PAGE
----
The reverse is true of Konosuba, a show that, on the surface, does not appear to try very hard at all, seemingly as one of the legions of anime series starring a milquetoast everyman teleported into an alternate world patterned after fantasy RPGs. The laughs begin when you realize it’s actually the inverse of those games’ classical heroes journey. Rather than growing more powerful and latching onto their noble purpose, the adventurers Kazuma, Aqua, Megumin, and Darkness are the very picture of “failing upward”, bumbling into absurd and stressful levels of success utterly unbefitting of their characters. The show is a riot, and features some of the best cry-faces this side of Claire Danes.

Runners-Up: Granblue Fantasy and Recovery of an MMO Junkie

The thing to remember about comfy things is that what’s comfortable isn’t always what’s good. This is true of Granblue Fantasy, a obscene gacha monster that makes the current furor in the over loot boxes seem laughably naive. At the same time, it’s got mind-blowing art, great music, a localization team that’s so extra it’s endearing, a setup so varied and broad that you’ll end up looking at every new JRPG story through the lens of “Did I see this done in a Granblue event before?”,  even decent gameplay for what’s basically a  hybrid of browser MMO and Progress Quest. If you’ve ever wanted to actually *feel good* while gambling for JPEGs, Granblue Fantasy is the game for you.

On the opposite end is Recovery of an MMO Junkie, a sweet little one-off show that’s about as safe as one could ever imagine, meaning it’s also comfortable and heartwarming to watch. It’s basically an 11-episode stretch of the best part of any rom-com: the meet-cute. It stars Moriko, this year’s most wholesome 30-something, living out the ultimate romantic MMO fantasy, where the cutie she falls for in-game also happens to be her cutie neighbor. It’s pure saccharine goodness, and not even a character who, in any more realistic show, would be a walking red-flag, is enough to bring it down.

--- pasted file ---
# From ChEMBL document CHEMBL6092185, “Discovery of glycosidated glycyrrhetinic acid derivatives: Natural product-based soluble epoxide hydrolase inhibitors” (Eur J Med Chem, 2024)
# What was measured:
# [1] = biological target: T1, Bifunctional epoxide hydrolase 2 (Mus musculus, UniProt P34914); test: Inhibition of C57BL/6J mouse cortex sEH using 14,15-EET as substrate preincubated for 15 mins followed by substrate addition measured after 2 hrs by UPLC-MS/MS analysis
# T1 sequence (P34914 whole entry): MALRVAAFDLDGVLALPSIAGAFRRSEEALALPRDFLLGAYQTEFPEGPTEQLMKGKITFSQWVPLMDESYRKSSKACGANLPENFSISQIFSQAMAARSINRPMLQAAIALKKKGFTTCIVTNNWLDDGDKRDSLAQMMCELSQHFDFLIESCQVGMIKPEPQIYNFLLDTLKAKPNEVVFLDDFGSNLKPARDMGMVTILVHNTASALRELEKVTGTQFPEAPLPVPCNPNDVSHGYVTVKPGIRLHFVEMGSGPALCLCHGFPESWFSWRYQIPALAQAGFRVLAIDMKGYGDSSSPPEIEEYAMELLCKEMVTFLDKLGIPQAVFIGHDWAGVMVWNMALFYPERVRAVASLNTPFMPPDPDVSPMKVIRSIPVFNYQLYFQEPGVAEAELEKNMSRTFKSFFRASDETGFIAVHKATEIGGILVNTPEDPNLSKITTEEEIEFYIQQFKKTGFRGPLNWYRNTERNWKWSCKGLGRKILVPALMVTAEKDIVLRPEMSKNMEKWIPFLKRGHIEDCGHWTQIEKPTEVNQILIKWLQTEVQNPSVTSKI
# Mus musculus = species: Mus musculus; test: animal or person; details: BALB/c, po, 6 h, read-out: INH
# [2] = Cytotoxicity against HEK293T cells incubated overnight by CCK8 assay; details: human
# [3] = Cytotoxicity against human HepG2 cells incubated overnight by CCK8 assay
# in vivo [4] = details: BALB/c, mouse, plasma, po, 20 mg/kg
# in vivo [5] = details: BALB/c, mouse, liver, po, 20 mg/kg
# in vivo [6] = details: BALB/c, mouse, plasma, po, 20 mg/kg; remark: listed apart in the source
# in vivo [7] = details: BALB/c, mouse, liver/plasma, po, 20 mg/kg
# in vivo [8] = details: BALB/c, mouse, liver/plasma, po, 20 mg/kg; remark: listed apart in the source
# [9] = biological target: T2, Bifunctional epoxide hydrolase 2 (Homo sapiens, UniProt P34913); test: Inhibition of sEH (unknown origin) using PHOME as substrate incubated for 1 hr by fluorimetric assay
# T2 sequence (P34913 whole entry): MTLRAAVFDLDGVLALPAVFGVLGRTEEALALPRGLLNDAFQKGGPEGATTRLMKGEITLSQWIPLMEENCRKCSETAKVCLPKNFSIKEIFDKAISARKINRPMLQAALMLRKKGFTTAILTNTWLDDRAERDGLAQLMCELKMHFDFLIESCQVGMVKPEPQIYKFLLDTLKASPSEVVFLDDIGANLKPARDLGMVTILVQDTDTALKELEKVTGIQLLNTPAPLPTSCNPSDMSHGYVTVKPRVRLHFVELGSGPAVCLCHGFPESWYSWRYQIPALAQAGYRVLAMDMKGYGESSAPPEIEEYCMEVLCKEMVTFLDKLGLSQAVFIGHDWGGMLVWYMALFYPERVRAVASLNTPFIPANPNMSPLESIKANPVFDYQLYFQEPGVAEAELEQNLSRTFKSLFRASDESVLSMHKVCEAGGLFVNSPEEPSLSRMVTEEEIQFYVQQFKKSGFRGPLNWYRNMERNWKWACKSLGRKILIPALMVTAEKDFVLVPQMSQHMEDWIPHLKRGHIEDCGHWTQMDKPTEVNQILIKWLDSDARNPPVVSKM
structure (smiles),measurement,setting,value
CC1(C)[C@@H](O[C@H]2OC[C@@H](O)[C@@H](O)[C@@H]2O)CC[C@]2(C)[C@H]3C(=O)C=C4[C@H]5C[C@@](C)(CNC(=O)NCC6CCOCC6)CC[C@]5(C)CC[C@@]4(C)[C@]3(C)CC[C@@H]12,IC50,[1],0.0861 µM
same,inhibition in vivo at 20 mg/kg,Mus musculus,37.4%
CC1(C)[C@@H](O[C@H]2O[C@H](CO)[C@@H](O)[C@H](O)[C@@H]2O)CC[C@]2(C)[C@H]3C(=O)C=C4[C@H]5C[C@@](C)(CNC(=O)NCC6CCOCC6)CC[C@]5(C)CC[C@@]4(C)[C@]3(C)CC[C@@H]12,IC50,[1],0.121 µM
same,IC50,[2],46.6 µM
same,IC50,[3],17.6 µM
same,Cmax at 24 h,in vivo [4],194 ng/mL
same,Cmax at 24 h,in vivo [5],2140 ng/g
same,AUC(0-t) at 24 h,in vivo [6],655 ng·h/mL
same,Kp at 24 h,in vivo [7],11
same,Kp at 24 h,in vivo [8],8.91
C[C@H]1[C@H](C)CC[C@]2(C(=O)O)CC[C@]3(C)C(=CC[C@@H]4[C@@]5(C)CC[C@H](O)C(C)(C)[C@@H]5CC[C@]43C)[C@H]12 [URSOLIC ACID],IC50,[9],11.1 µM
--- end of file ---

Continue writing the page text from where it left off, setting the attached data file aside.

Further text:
The Based Saberface Award for Best Fate Product of 2017

Winners: Fate/Grand Order and Fate/Stay Night: Heaven’s Feel -presage flower-

It shouldn’t be weird to me at this point, but it’s still super weird to know that Fate is actually really popular. It’s about as close to mainstream an otaku property can get without actually being mainstream, and now today’s youths are the ones that call Pokemon “old”, and instead debate the virtues of the *second* mecha version of a half-dragon, wannabe teen-idol, superpowered reincarnation of one of history’s most prolific murderers. Mecha Eli-chan Mk. II will not be denied, and she has Fate/Grand Order to thank for it. The only problem, of course, is that Fate/Grand Order is everything hateful about gacha games expressed in a single system. It’s miserly, cruel, kind of busted, expensive, and probably criminal. You shouldn’t play it. It’s too late for me.

If you shouldn’t play FGO (seriously, don’t!), you should at least give your monies to a proper Fate product like Fate/Stay Night: Heaven’s Feel I. presage flower. Studio ufotable have outdone themselves with the first part of their filmic trilogy covering what is arguably the most interesting of Fate/Stay Night’s three routes. Rather than the incoherence and sprawl of the Fate and Unlimited Blade Works TV series, Fate devotees get a feature film showcasing Ufotable’s typically lavish production values, as well as a few interesting creative choices that may have deeper ramifications for interpreting the story later on.